The pacing of the game is generally pretty good. By the end of the game your party will be mobile powerhouses decked out in top of the line gear, and you’ll have more gold than you know what to do with (although you will end up with a castle to maintain). Bizarrely, the “junk” inventory management system featured in the console versions (whereby you designate unwanted items as “junk”, thus filtering them from your inventory screen until you can sell them) is absent from this version.
Conversations are frequent and long (they can be skipped with the escape key), and theres a ton of lore present in the world, from the histories of various items and places you’ll encounter, to numerous books and scrolls. A lovely touch is that all of these are transcribed into a section of the menu, so you can read them later at your leisure (or not at all). Your interaction with other party members is shaped by how you deal with issues, and how you talk to them. A mage in your party will disapprove if you side too frequently with the Templars (who are themselves tasked with policing the Magi throughout the world), whilst on the other hand a high approval with someone can unlock an additional skill or romance subplot. You can also boost these approval ratings through giving them “gifts” which ends up straying a bit too far into The Sims territory for my liking, but isn’t really immersion-breaking.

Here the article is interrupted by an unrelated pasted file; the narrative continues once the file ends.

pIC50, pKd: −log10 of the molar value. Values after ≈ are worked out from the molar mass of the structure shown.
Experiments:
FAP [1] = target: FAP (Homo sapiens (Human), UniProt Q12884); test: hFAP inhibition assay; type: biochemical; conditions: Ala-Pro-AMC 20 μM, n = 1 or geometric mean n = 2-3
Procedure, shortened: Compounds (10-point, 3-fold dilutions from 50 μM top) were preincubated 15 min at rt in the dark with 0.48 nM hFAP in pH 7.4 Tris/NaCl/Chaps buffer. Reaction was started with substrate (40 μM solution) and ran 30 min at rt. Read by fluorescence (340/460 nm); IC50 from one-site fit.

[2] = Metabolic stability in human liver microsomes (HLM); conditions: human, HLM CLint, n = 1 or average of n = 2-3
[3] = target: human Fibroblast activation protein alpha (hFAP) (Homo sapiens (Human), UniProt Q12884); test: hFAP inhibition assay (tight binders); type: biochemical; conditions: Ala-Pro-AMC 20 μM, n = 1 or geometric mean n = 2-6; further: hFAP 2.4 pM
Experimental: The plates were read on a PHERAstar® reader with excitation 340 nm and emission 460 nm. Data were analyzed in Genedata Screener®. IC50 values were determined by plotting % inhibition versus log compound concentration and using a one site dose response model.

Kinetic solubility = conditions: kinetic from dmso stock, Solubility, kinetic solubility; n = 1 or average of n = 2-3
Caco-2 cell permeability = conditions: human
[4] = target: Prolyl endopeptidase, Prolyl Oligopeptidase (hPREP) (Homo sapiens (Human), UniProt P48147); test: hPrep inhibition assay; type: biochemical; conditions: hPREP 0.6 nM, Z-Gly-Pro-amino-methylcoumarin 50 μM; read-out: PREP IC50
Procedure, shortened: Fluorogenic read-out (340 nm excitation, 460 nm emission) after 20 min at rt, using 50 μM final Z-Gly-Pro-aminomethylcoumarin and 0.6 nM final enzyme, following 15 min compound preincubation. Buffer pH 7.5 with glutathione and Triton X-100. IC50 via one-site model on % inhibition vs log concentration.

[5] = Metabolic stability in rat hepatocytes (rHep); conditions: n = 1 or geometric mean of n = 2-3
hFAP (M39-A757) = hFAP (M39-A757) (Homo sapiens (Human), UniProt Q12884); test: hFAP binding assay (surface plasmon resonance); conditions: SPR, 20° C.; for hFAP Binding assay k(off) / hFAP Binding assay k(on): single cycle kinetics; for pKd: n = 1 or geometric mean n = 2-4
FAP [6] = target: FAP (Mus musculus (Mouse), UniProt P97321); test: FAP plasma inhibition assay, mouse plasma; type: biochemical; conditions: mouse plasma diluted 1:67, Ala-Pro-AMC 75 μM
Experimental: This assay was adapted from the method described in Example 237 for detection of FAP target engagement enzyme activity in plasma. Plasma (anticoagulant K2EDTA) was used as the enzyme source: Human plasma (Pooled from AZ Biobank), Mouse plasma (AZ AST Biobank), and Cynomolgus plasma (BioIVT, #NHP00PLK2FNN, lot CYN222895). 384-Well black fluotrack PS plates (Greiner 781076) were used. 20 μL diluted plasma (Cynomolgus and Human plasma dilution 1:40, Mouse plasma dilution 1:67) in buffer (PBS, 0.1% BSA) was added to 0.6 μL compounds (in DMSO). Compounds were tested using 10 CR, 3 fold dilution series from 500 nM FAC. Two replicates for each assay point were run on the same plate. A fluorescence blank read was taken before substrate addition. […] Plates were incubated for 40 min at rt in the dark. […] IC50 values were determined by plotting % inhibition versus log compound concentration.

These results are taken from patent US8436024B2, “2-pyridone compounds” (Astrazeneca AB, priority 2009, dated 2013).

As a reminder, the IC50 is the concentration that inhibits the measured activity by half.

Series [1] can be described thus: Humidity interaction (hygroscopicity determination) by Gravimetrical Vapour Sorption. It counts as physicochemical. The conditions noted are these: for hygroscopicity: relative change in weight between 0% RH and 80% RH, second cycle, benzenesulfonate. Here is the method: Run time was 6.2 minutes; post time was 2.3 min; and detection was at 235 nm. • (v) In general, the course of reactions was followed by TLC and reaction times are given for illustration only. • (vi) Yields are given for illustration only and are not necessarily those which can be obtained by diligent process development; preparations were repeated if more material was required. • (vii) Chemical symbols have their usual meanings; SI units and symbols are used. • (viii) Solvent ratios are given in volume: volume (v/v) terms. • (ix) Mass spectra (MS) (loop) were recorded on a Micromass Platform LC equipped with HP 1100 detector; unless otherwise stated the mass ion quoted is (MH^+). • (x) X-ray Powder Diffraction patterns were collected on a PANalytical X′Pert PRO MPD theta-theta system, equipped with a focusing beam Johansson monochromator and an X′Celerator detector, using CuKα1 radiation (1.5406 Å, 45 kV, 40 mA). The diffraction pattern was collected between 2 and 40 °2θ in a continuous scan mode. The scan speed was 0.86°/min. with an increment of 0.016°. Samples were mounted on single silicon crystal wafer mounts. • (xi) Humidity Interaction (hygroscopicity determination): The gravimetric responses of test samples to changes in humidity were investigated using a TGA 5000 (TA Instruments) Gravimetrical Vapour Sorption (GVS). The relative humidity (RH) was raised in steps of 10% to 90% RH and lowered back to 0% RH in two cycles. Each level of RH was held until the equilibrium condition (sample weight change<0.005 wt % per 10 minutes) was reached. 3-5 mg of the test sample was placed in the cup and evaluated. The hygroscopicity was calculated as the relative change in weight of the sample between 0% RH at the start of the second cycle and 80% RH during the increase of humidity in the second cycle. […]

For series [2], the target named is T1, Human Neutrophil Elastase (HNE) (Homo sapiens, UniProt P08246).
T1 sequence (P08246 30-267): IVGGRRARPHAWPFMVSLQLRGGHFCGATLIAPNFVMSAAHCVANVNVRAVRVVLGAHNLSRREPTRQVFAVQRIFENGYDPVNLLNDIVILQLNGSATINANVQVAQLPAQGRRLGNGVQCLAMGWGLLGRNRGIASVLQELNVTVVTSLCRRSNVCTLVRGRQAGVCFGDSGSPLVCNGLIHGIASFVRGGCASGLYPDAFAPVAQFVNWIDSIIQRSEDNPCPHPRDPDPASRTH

The overarching plot is grand but a bit lacklustre, but in all other areas, from the characterisations and dialogs, to the masterfully woven theme of blood, the writing shines throughout. Almost every major subplot involves a battle between two different ideologies, and the outcomes will be decided more on moral grounds than anything else. Should you destroy the child possessed by a demon, or attempt to rescue him, and risk unleashing the demon upon the world?
Performance & quality
The game runs very well indeed, and you’ll barely notice any differences compared to the Windows version of the game, save for a few less graphics options. We’ve encountered an issue where the game doesn’t launch properly the first time you run it after a reboot (force-quitting and relaunching it tends to resolve the problem), and an issue with the separate DLC installers installing to the wrong folder (if your home folder is not on your startup disk).